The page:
Landscape After the Revolution

A tour in Spain, successes at concerts in Germany, Midori playing a Guarneri in Wrocław – the 1990s were not so bad, although the political transformation in the world of art was very painful.

First of all, there was a lack of money and decisions about who should be responsible for individual cultural institutions.

But since Wrocław was entering a new way of life as a bankrupt city – it had a deficit of 90 billion old zlotys, and the only source of income were rents and tax on dogs – the difficulties of the Philharmonic did not find much response. Music lovers demanded a high level and were able to appreciate good concerts – Kaja Danczowska wrote in the memorial book that she played “at the end of the 1991/1992 season, again in the full hall of the Wrocław Philharmonic! – And I'm happy about it! – And thank you! – And I wish you the best for the many next seasons to come.” It was not easy, however.

Director Marek Pijarowski with great difficulty led the orchestra through the traps of the free market, he had to answer the questions of journalists and music critics, why so few stars (instrumentalists, conductors, orchestras) performed in Wrocław, but although there was not enough money to pay for the biggest names, we managed to bring many famous personalities to Wrocław.
The performance of the Japanese violinist Midori was a sensation. Her brilliant career had begun in 1982, when, as a prodigy, Zubin Mehta invited her to perform in concert with the New York Philharmonic. The audience rewarded the solo performance of the violinist with an ovation. She was only nine at the time, had previously taken violin lessons from her mother, and had just come to New York to study at the Julliard School of Music. She came to Wrocław as a star, performing on the most important stages in the world, her album with Niccolò Paganini’s Capriccios was nominated for a Grammy in 1990. She did not come alone, she brought her famous Guarneri violin from 1735, which aroused understandable emotions. Although Julian Tuwim had declared that it is “a device for tickling the inside of the ear by rubbing a horse’s tail against the bowels of a ram”, when made by a genius violin maker, this device becomes a great treasure (literally, because it costs even several million euros). And how wonderfully it tickled the ears of Wrocław music lovers ...

The audience of Alexei Sultanov’s concert, the controversial laureate of the 13th Chopin Competition (1995), was not disappointed either. He played very effectively, he was storming to the finals, the audience fell on their knees in front of him and awarded their prize. He won the Chopin Competition ex aequo with the Frenchman, Philippe Giusiano, which amazed everyone, because Sultanov trumped Giusiano with his technique and originality. They both took second place, as the first was not awarded. Sultanov did not want to receive the award because he believed that he deserved first place. And the residents of Wrocław had the opportunity to see that it was not the megalomania of the 26-year-old pianist. He earned a reputation as one of the greatest talents of the 20th-century pianism, those who heard him live may consider themselves lucky, because his career was like a meteorite flare – he died in 2005 after a long illness.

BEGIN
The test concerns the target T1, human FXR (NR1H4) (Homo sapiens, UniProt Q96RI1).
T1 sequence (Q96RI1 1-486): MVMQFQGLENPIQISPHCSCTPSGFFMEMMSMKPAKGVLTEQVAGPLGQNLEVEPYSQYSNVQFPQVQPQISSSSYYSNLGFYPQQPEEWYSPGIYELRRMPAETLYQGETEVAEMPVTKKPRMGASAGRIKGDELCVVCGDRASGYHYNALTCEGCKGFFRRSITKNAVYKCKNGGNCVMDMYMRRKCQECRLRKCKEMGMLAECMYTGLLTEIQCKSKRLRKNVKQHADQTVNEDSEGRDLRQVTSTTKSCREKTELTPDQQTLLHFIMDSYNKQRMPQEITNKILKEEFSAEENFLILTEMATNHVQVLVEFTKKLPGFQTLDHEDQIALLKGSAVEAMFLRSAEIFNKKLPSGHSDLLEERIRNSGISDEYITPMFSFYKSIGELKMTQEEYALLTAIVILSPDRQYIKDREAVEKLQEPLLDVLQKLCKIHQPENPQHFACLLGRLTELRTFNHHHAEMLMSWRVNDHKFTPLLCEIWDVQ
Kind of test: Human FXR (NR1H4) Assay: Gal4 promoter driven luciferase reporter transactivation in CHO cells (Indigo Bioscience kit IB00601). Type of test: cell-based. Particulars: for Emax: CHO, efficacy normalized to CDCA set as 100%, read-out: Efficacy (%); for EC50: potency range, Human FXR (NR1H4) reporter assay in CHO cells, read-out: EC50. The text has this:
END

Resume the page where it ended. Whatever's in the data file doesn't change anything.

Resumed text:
As usual, a concert by Garrick Ohlsson was a big draw, as well as performances by several winners of the Chopin Competition in 1990, including Kevin Kenner (USA). Superb violinists graced the audience: Eugen Sarbu (Romanian violinist from Great Britain), Vadim Brodsky, Grigory Zhislin and Olga Parchomienko from Russia, Murat-Ally Renat from Kyrgyzstan, Francesco Manara from Italy and Polish winners of the Henryk Wieniawski Competition – Bartłomiej Nizioł and Piotr Pławner.
String quartets visited (Modigliani, Amadeus, Dante, and the Double Bass Quartet from Austria), orchestras and choirs (Europera, The Oakland Youth Orchestra and Duquesne University Chamber Singers from the USA and the Toho Music Academy Tokyo choir from Japan). Outstanding conductors such as Antoni Wit and Jerzy Maksymiuk performed with the Wrocław Philharmonic.
But it cannot be denied that the financial problems effectively suppressed the Philharmonic’s ambitions, the belt had to be tightened more and more. At the end of the decade, the orchestra played only one concert a week, foreign stars stopped coming, and native ones performed out of sentiment. Fortunately, many felt an emotional connection with Wrocław, so music lovers had the pleasure to listen to, among others, Halina Czerny-Stefańska, Barbara Hesse-Bukowska, Piotr Paleczny, Konstanty Kulka, and Krzysztof Jabłoński.

Among the various plagues that fell on the Philharmonic in the last decade of the 20th century, there was also a flood. In 1997, the Oder overflowed rapidly, inundating Piłsudskiego Street and flooding the Philharmonic building on its way. The damage was significant, but the entire building was not only properly renovated, but also expanded, thanks to which two floors were gained and the concert hall was redecorated.

However, Director Marek Pijarowski, who ended his collaboration with Wrocław in 2001, explained in an interview with Gazeta Wyborcza that these were not the conditions for success: “The first question of conductors and soloists is: ‘What kind of venue do you have?’ ‘Seating 450,’ I answer. And they say: ‘But I’m asking about a large hall, not a small one.’ And the conversation ends there. Wrocław deserves a concert hall with 1000-1200 seats, with an organ and decent acoustics.” Another revolution was coming.

Beata Maciejewska

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